Posted by Nick Day on 15 Jul 2011

Tax and National Insurance Integration

UK Government issues a call for evidence regarding the possible integration of the tax and National Insurance systems.

Executive Summary

The Government has several times in the past few years talked about the potential harmonisation of the income tax and National Insurance systems.

It is now revisiting the issue and prior to a more detailed consultation to follow in the Autumn, the Government is seeking feedback and comments on a number of questions regarding the current process under which tax and National Insurance operate separately.

The Government believes that the integration of the two systems could:

  • Reduce burdens on employers by making compliance simpler and cheaper.
  • Remove distortions in the economy and improve transparency for individuals.
  • Be fairer – for example, by making it more likely that individuals with similar circumstances pay similar amounts and gain similar contributory entitlements.
  • Cut administration costs for Government and reduce complexity/costs for employers and Government.

The Government says it recognises that income tax and National Insurance were introduced for different reasons, and it will seek to preserve the contributory principle behind the National Insurance system, whereby contributions provide entitlements to certain benefits and a state retirement pension.

Evidence Sought

There are 14 questions the Government is seeking a response on to help them gather feedback/evidence.

The questions are divided in to two sections – those relating to “general interest” and those relating to “employers and payroll professionals.”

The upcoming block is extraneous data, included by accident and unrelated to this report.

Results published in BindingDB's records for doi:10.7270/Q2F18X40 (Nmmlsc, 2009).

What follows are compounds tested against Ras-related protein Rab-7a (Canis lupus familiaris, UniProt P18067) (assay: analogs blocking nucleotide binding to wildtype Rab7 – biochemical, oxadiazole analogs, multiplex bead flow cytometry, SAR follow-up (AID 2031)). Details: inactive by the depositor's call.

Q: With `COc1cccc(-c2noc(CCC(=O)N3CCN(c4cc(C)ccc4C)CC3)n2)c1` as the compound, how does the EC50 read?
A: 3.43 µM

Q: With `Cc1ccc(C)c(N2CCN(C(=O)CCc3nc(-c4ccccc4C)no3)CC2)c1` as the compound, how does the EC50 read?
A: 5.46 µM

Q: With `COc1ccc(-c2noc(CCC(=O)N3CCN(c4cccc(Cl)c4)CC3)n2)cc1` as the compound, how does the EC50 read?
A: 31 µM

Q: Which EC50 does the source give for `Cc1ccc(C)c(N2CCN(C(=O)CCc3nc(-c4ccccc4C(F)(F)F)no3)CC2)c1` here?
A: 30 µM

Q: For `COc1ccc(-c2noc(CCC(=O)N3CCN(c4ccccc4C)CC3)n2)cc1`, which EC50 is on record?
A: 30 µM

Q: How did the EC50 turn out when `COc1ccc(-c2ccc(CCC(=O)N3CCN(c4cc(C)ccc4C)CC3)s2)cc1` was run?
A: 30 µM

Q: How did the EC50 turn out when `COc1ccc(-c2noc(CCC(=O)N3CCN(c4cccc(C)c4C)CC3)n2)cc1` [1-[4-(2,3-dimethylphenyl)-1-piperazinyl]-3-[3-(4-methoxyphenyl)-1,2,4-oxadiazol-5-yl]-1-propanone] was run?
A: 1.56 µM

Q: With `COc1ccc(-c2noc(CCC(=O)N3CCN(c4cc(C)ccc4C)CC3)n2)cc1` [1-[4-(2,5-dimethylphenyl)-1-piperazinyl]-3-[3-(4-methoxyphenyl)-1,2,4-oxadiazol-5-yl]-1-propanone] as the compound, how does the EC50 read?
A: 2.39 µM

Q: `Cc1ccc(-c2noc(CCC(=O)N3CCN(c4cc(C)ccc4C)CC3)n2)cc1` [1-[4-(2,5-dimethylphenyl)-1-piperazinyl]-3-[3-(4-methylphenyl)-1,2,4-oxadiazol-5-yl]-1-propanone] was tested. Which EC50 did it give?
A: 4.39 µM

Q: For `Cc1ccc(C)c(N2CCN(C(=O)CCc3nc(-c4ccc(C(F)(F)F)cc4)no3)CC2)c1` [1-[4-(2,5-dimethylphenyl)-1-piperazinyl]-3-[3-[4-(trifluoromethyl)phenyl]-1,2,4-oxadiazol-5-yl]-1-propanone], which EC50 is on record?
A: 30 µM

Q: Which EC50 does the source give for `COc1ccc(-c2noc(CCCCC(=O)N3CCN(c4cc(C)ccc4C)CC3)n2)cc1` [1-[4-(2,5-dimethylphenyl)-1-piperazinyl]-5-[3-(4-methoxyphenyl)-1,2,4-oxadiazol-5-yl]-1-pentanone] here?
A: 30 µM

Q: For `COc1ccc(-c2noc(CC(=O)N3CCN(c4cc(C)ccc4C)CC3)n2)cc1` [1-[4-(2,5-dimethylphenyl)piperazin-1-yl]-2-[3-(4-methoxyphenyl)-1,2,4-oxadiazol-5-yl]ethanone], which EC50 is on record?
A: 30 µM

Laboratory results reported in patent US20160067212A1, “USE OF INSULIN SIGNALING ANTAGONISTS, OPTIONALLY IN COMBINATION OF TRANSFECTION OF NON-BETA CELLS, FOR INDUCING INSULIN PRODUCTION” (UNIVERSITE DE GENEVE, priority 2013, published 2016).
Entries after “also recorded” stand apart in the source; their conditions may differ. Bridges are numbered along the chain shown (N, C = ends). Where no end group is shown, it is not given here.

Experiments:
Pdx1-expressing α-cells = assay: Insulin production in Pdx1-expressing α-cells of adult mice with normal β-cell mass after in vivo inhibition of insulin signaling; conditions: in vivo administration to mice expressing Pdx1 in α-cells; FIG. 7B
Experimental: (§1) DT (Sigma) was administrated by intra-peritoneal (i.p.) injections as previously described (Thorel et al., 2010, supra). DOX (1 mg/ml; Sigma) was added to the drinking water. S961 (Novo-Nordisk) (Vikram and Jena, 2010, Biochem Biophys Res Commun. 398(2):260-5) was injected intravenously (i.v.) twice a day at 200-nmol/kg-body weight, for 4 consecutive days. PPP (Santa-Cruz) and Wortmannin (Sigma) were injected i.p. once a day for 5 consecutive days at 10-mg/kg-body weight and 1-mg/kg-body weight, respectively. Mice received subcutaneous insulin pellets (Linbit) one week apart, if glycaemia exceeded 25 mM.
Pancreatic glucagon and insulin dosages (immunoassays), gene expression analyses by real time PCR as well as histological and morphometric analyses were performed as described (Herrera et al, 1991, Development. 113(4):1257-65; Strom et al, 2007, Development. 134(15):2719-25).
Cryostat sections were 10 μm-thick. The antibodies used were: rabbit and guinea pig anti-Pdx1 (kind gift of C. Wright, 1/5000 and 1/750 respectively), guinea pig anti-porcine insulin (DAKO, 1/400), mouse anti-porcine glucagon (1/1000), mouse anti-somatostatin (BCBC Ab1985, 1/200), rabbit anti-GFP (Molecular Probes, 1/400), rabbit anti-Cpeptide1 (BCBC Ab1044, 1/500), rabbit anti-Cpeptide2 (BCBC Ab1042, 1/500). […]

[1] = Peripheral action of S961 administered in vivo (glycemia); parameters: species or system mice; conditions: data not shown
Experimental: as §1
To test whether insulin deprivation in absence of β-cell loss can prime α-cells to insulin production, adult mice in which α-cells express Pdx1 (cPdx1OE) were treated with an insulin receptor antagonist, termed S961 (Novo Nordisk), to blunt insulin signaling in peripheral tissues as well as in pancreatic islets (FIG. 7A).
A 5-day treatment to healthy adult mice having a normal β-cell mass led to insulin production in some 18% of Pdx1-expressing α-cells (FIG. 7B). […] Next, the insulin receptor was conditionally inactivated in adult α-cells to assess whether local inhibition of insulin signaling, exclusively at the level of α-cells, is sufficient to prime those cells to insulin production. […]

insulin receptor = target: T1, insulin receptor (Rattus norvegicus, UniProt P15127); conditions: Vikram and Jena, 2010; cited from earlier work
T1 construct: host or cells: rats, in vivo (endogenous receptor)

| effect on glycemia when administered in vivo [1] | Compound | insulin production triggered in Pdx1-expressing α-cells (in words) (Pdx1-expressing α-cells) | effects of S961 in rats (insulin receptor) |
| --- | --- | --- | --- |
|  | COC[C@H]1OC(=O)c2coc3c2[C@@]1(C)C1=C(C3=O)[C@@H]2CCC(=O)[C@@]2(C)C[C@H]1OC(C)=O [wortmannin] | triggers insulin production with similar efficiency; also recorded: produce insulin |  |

The deadline for responses is 19 September 2011. Please click the following links to access the Government’s statement and list of questions:

  1. Condoc Income Tax and National Insurance Contributions.
  2. Condoc Income Tax and National Insurance Contributions Cover Sheet.

Tax Innovations Review on Tax and National Insurance Integration

This review is to be welcomed as there are too many anomalies in the current processes that do not make sense and cause confusion for employees and employers alike, and lead to additional costs for employers.  The preservation of the contributory principle to National Insurance is we believe a good thing, as is the announcement that the Government will not extend the collection of National Insurance contributions to individuals who have reached state pension age or to pensions, savings and dividends.

Contact Tax Innovations

If you would like any more information or advice regarding the above points or would simply like to discuss other ways in which we could help you and your company, please do not hesitate to contact us on 01962 856 990 or by emailing customerserivce@taxinnovations.com.